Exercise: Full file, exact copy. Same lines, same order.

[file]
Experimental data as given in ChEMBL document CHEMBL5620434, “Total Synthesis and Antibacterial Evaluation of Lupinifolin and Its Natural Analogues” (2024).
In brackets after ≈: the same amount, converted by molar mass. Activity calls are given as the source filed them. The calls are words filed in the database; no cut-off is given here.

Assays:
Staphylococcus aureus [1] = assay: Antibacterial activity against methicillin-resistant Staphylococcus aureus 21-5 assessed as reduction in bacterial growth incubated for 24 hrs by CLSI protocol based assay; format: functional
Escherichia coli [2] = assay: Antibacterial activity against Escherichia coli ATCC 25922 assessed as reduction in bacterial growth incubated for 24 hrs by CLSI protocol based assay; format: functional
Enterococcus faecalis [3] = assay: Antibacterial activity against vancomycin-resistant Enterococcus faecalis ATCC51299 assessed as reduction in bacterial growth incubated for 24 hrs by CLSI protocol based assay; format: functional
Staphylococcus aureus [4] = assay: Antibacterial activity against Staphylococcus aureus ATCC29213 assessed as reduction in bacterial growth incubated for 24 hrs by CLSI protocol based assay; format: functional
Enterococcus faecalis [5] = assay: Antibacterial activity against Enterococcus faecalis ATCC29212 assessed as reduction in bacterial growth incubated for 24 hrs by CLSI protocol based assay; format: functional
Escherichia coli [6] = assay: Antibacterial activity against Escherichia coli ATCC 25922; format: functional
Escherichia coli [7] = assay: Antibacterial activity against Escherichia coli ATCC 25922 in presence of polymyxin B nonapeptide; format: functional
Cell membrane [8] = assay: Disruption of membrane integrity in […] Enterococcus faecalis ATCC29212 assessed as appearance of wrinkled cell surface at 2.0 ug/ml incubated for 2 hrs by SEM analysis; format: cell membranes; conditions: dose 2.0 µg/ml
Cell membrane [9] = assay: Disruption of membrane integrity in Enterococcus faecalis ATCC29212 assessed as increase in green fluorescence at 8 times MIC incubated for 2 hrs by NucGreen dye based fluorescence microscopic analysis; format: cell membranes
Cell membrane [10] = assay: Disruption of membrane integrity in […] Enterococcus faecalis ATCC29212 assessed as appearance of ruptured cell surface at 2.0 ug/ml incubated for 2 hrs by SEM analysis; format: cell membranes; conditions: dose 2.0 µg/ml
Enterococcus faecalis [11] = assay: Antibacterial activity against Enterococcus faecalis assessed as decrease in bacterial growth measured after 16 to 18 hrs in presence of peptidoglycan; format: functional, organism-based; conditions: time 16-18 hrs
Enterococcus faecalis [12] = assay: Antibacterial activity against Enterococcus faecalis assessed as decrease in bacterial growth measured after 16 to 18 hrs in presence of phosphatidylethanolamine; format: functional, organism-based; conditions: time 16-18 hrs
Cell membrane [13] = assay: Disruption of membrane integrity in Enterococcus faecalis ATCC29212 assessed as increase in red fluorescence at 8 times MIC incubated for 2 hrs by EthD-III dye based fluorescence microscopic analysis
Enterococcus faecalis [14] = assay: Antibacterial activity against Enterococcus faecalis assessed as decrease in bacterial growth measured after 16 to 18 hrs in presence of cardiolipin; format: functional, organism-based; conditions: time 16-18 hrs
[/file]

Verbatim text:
Experimental data as given in ChEMBL document CHEMBL5620434, “Total Synthesis and Antibacterial Evaluation of Lupinifolin and Its Natural Analogues” (2024).
In brackets after ≈: the same amount, converted by molar mass. Activity calls are given as the source filed them. The calls are words filed in the database; no cut-off is given here.

Assays:
Staphylococcus aureus [1] = assay: Antibacterial activity against methicillin-resistant Staphylococcus aureus 21-5 assessed as reduction in bacterial growth incubated for 24 hrs by CLSI protocol based assay; format: functional
Escherichia coli [2] = assay: Antibacterial activity against Escherichia coli ATCC 25922 assessed as reduction in bacterial growth incubated for 24 hrs by CLSI protocol based assay; format: functional
Enterococcus faecalis [3] = assay: Antibacterial activity against vancomycin-resistant Enterococcus faecalis ATCC51299 assessed as reduction in bacterial growth incubated for 24 hrs by CLSI protocol based assay; format: functional
Staphylococcus aureus [4] = assay: Antibacterial activity against Staphylococcus aureus ATCC29213 assessed as reduction in bacterial growth incubated for 24 hrs by CLSI protocol based assay; format: functional
Enterococcus faecalis [5] = assay: Antibacterial activity against Enterococcus faecalis ATCC29212 assessed as reduction in bacterial growth incubated for 24 hrs by CLSI protocol based assay; format: functional
Escherichia coli [6] = assay: Antibacterial activity against Escherichia coli ATCC 25922; format: functional
Escherichia coli [7] = assay: Antibacterial activity against Escherichia coli ATCC 25922 in presence of polymyxin B nonapeptide; format: functional
Cell membrane [8] = assay: Disruption of membrane integrity in […] Enterococcus faecalis ATCC29212 assessed as appearance of wrinkled cell surface at 2.0 ug/ml incubated for 2 hrs by SEM analysis; format: cell membranes; conditions: dose 2.0 µg/ml
Cell membrane [9] = assay: Disruption of membrane integrity in Enterococcus faecalis ATCC29212 assessed as increase in green fluorescence at 8 times MIC incubated for 2 hrs by NucGreen dye based fluorescence microscopic analysis; format: cell membranes
Cell membrane [10] = assay: Disruption of membrane integrity in […] Enterococcus faecalis ATCC29212 assessed as appearance of ruptured cell surface at 2.0 ug/ml incubated for 2 hrs by SEM analysis; format: cell membranes; conditions: dose 2.0 µg/ml
Enterococcus faecalis [11] = assay: Antibacterial activity against Enterococcus faecalis assessed as decrease in bacterial growth measured after 16 to 18 hrs in presence of peptidoglycan; format: functional, organism-based; conditions: time 16-18 hrs
Enterococcus faecalis [12] = assay: Antibacterial activity against Enterococcus faecalis assessed as decrease in bacterial growth measured after 16 to 18 hrs in presence of phosphatidylethanolamine; format: functional, organism-based; conditions: time 16-18 hrs
Cell membrane [13] = assay: Disruption of membrane integrity in Enterococcus faecalis ATCC29212 assessed as increase in red fluorescence at 8 times MIC incubated for 2 hrs by EthD-III dye based fluorescence microscopic analysis
Enterococcus faecalis [14] = assay: Antibacterial activity against Enterococcus faecalis assessed as decrease in bacterial growth measured after 16 to 18 hrs in presence of cardiolipin; format: functional, organism-based; conditions: time 16-18 hrs